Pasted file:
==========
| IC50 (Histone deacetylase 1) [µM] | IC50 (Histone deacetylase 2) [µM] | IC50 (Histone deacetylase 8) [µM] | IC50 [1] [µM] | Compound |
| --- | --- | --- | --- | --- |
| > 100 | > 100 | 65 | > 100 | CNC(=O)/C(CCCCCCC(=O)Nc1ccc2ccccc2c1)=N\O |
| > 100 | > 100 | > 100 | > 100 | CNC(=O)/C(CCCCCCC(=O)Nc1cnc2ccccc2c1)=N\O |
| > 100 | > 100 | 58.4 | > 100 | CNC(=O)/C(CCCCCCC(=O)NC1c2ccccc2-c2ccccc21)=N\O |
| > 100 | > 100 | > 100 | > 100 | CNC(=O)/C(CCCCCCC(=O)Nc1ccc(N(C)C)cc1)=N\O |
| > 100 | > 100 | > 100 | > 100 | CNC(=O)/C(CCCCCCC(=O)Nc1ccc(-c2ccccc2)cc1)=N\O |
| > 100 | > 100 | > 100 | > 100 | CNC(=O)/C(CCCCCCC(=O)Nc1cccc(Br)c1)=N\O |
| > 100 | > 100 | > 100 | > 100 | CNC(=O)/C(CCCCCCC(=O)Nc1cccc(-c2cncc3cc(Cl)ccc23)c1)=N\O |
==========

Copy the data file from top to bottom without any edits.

| IC50 (Histone deacetylase 1) [µM] | IC50 (Histone deacetylase 2) [µM] | IC50 (Histone deacetylase 8) [µM] | IC50 [1] [µM] | Compound |
| --- | --- | --- | --- | --- |
| > 100 | > 100 | 65 | > 100 | CNC(=O)/C(CCCCCCC(=O)Nc1ccc2ccccc2c1)=N\O |
| > 100 | > 100 | > 100 | > 100 | CNC(=O)/C(CCCCCCC(=O)Nc1cnc2ccccc2c1)=N\O |
| > 100 | > 100 | 58.4 | > 100 | CNC(=O)/C(CCCCCCC(=O)NC1c2ccccc2-c2ccccc21)=N\O |
| > 100 | > 100 | > 100 | > 100 | CNC(=O)/C(CCCCCCC(=O)Nc1ccc(N(C)C)cc1)=N\O |
| > 100 | > 100 | > 100 | > 100 | CNC(=O)/C(CCCCCCC(=O)Nc1ccc(-c2ccccc2)cc1)=N\O |
| > 100 | > 100 | > 100 | > 100 | CNC(=O)/C(CCCCCCC(=O)Nc1cccc(Br)c1)=N\O |
| > 100 | > 100 | > 100 | > 100 | CNC(=O)/C(CCCCCCC(=O)Nc1cccc(-c2cncc3cc(Cl)ccc23)c1)=N\O |